The electronic press kit for Exodus: Gods and Kings is here, and with it, some new behind-the-scenes footage that hints at things we have not yet seen in any of the ads or clips released so far. It also has lots of soundbites from key cast and crew members. Check it out below the jump.
Exodus: Gods and Kings: lots of new photos and new plot details as the studio previews up to 45 minutes of footage
20th Century Fox, which already screened about half-an-hour of footage for the media two weeks ago, screened even more footage for reporters in New York and Los Angeles yesterday, and plans to do the same in Washington DC next week. The footage may have also screened in Toronto, to go by a report that appeared in the Toronto Sun on Wednesday.
Various details have leaked out from those screenings, and the studio has added to the new information by releasing some new pictures, including photos of actors we had not yet seen in any of the official press materials. Check ’em out below the jump.
The second Exodus: Gods and Kings trailer: a shot-by-shot analysis (lots of swords, a prophecy, and a family)
That’s right, The Matrix. Or at any rate, that’s what I am reminded of when Ben Kingsley shows up and goes all Morpheus on Christian Bale’s Moses, telling him that he’s always felt something was wrong, that he has been deceived his whole life, and that he is the fulfillment of a prophecy regarding a deliverer.
It’s tempting to think that this “prophecy” business is just another movie cliché — it’s certainly not there in the biblical version of Moses’ story — but the first-century historian Josephus actually mentions such a prophecy and says the Hebrew babies were drowned in the Nile around the time of Moses’ birth because of it.
Cecil B. DeMille included this prophecy (and its consequences) in the prologue to The Ten Commandments — and although other characters refer to it later, there is no scene in which anyone actually discusses the prophecy with Moses. So Exodus is unique in having a mentor introduce the hero to his destiny like this.
Apart from that, the trailer mostly sells action, action, action — if the teaser had lots of horses, this one has lots of swords — but it also touches on Moses’ relationships with his “brother” Ramses, his wife Zipporah and his sons Gershom and Eliezer.
Ridley Scott discusses the “international cast” of Exodus: Gods and Kings in a new interview (plus: new photos!)
Three months and a few days before it opens in New Zealand, the publicity campaign for Ridley Scott’s Exodus: Gods and Kings continues to step up. The latest example: an interview with Ridley Scott on Yahoo! Australia, accompanied by some brand-new pictures.
In the interview, Scott repeats a few things that he has said before, and it’s kind of hard to resist nitpicking some of his claims. For example, he once again says he wasn’t paying attention in his “religious instruction” classes when he was a boy, and that he had “no idea” how close Moses and Ramses were when they grew up together — but the Bible never says who the Pharaoh of the Exodus was, much less that he was ever close to Moses. Scott also says the story takes place “5000 years ago”, when in actual fact the historical Ramses II reigned just over 3200 years ago.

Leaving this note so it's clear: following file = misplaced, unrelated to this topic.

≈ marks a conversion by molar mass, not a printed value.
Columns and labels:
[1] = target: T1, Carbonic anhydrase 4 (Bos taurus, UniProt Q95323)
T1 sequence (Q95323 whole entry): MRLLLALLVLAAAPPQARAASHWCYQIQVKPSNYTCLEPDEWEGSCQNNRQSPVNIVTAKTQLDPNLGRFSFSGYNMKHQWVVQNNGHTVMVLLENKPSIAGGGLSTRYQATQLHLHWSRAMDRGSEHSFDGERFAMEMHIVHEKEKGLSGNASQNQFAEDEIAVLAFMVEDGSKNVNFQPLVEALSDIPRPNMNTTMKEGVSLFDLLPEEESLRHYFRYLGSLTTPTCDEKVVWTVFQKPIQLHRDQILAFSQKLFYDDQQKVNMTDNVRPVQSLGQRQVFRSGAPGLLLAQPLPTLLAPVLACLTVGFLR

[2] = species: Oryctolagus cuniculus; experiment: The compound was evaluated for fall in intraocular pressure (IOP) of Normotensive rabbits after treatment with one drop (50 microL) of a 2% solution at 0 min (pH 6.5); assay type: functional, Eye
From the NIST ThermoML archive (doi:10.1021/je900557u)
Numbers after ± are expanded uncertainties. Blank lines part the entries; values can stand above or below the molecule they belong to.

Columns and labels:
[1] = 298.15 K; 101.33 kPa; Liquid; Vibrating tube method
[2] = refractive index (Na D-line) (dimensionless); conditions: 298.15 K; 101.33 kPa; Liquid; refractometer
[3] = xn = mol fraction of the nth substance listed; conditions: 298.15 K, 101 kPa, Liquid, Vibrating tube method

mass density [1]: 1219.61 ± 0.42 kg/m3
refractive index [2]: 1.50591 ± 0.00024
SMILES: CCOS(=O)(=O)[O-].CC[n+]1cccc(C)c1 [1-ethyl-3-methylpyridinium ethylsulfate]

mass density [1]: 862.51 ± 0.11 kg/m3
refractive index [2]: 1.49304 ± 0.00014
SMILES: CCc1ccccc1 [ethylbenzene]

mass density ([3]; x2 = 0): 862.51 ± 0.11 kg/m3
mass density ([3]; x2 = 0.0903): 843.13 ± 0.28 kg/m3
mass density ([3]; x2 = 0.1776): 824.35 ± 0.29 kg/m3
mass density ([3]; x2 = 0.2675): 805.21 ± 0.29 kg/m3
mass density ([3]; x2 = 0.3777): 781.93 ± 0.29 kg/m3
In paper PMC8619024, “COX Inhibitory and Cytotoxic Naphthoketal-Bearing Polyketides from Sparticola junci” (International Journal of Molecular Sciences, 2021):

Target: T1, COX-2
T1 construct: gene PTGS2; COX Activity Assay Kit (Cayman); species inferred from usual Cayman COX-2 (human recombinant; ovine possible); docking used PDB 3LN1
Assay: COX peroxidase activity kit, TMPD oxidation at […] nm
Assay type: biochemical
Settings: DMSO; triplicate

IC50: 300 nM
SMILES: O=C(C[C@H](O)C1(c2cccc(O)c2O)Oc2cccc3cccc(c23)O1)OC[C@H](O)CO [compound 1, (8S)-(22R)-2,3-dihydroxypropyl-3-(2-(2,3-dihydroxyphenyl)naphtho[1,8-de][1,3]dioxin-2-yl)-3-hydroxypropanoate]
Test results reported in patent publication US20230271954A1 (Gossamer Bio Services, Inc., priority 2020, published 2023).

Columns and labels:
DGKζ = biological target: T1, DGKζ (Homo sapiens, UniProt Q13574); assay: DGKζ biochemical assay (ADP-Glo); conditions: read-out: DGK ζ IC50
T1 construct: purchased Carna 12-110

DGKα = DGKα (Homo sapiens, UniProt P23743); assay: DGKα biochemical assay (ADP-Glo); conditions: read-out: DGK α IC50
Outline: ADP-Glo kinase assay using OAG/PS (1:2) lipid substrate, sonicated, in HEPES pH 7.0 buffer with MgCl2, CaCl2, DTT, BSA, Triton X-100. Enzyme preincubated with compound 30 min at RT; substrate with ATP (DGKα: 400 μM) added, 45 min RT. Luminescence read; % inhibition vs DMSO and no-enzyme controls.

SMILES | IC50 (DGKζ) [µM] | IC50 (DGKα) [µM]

Exodus: Gods and Kings: new photos, some hints about Ramses’ mother, and the international release dates
Many of the images released so far for Exodus: Gods and Kings — see here, here, here and here — have revolved around an opening sequence in which Moses and Ramses are sent by the Pharaoh Seti to lead the Egyptian army into battle against the Hittites. That trend continues with a new photo that appears in Entertainment Weekly’s fall movie preview: once again — but from a new angle! — we see Moses wielding his bow and arrow as the battle rages around him.
The preview also gives us a new look at Sigourney Weaver’s Queen Tuya — and the accompanying write-up seems to drop a hint or two about the role that she will play within the film. Check ’em out below the jump.
Moses is revered by three major world religions as a hero of the faith, a prophet, and a lawgiver. He is also a thriving part of popular culture. When the National Rifle Association recently elected Charlton Heston, who is best known for his portrayal of Moses in Cecil B. DeMille’s The Ten Commandments, as its new president, the NRA’s vice president said that it was “a way of saying, ‘Hey, Moses is on our side.'” And when Jeffrey Katzenberg, cofounder of the DreamWorks studio, wanted to show that his animation team could compete with Disney, he produced The Prince of Egypt, the first major film about Moses in more than 40 years.